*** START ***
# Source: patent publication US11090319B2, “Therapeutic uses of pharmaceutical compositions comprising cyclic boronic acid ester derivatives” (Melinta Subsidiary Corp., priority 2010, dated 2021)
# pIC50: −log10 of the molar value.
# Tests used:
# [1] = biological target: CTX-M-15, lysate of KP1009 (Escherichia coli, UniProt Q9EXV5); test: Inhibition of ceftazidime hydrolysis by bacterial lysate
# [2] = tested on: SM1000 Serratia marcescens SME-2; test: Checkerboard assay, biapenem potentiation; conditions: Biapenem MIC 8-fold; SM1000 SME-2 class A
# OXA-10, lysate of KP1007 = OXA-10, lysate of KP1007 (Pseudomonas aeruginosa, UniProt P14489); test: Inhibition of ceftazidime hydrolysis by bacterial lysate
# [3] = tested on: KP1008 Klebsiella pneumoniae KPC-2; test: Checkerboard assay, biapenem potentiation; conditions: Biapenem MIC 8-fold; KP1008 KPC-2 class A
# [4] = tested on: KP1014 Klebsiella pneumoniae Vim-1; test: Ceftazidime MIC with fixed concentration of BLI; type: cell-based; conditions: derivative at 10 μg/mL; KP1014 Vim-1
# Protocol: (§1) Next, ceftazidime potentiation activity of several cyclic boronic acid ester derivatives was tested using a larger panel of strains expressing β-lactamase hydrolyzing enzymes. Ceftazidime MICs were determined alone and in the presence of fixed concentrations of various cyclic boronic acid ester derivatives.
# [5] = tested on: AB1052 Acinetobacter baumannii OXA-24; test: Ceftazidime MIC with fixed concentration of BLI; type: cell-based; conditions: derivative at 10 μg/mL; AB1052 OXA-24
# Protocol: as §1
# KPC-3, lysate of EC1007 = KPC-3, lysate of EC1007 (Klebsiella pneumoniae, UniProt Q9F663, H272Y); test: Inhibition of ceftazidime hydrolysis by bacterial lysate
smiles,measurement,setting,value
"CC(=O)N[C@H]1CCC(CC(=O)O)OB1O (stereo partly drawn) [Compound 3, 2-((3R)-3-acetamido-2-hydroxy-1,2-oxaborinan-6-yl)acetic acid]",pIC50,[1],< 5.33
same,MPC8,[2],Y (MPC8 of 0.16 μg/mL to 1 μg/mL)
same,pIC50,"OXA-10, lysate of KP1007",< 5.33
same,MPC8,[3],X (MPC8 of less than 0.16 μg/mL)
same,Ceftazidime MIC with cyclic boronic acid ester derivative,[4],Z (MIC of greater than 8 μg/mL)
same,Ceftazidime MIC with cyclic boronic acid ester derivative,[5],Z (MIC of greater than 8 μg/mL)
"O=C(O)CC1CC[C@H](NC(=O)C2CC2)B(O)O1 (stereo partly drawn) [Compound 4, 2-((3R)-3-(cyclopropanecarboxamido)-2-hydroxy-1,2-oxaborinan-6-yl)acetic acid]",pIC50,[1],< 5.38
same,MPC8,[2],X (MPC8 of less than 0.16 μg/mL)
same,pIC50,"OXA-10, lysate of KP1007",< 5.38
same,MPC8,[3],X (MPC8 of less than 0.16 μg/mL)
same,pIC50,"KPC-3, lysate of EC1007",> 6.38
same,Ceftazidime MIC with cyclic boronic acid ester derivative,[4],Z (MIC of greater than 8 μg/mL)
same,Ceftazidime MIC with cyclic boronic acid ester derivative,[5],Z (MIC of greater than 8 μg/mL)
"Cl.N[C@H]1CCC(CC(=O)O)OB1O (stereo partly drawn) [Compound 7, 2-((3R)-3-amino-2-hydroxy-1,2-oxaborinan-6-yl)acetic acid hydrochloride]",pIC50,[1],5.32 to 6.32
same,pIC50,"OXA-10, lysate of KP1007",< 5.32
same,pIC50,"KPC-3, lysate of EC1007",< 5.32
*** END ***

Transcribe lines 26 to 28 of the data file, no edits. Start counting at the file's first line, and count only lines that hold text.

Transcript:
same,Ceftazidime MIC with cyclic boronic acid ester derivative,[5],Z (MIC of greater than 8 μg/mL)
"Cl.N[C@H]1CCC(CC(=O)O)OB1O (stereo partly drawn) [Compound 7, 2-((3R)-3-amino-2-hydroxy-1,2-oxaborinan-6-yl)acetic acid hydrochloride]",pIC50,[1],5.32 to 6.32
same,pIC50,"OXA-10, lysate of KP1007",< 5.32